LU Decomposition With Pivoting
[Source: Lecture 21 in Trefethen-Bau Numerical Linear Algebra]
Interchange row 1 and row 3 [left multiplication by P1]:
Do elimination on the first column [multiplication by L1]:
Interchange rows two and four [multiplication by P2]:
Elimination on the second column [multiplication by L2]:
Interchange rows three and four [multiplication by P3]:
Elimination on the third column [multiplication by L3]:
Collecting the pieces we have
where U is the upper triangular matrix on the right just above --
but the factors to the left of A are not at all lower triangular. We
are lucky there is a fairly simple way out. These six elementary
operations can be reordered in the form
where L'k is equal to Lk but with the
subdiagonal entries permuted. To be precise, define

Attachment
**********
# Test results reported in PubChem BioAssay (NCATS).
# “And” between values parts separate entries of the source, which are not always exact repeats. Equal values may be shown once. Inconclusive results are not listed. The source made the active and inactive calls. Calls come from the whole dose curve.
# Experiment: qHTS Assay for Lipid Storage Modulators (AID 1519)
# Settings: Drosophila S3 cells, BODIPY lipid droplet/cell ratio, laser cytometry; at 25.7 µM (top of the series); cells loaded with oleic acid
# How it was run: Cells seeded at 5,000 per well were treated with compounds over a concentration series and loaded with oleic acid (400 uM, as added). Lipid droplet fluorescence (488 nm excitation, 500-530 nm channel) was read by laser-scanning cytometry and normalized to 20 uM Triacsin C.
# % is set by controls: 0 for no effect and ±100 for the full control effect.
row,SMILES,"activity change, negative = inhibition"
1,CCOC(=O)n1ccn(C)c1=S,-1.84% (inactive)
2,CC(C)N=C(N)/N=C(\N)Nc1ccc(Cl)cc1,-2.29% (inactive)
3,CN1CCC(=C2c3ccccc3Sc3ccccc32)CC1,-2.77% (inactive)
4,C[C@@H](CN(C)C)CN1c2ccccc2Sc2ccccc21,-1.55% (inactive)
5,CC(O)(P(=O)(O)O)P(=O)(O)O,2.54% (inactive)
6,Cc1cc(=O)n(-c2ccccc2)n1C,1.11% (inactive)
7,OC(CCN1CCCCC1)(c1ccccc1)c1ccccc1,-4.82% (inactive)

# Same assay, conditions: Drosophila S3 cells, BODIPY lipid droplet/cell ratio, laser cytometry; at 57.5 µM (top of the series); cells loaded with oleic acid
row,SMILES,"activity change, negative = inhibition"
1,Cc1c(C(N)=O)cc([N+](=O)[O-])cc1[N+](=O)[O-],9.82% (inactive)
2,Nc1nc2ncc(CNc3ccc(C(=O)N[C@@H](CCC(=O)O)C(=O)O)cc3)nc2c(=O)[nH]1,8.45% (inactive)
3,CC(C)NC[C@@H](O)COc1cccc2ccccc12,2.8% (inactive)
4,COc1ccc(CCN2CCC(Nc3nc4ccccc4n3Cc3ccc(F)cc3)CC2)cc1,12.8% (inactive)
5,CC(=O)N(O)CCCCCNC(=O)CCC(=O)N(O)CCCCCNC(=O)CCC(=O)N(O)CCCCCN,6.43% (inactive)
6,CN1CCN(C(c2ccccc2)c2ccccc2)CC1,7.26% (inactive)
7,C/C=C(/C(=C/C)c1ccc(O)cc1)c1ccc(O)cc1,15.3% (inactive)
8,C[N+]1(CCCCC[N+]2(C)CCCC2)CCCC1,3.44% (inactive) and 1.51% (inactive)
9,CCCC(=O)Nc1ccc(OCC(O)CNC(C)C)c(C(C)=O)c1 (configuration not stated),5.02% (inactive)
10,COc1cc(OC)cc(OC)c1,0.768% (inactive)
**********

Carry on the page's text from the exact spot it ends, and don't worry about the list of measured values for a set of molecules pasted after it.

Since each of these definitions apply only permutations
Pj with j>k to Lk, one can verify that
L'k has the same structure as Lk. Computing the
product of the matrices L'k reveals
as in equation (*).
The product of the matrices L'k is also unit lower
triangular -- and also easily invertible by negating the subdiagonal
entries., just as in Gaussian elimination without pivoting. Writing
and P= P3P2P1,
we have the desired LU factorization of A
This has a pleasant interpretation:
In theory, this gives insight. But in practice it doesn't help since
we don't know P until the end of the computation.
- Permute the rows of A using P.
- Apply Gassian elimination without pivoting to PA.
Note that scaling the rows of A to choose the pivot point does not
change this since the choice of the pivot point is a separate issue.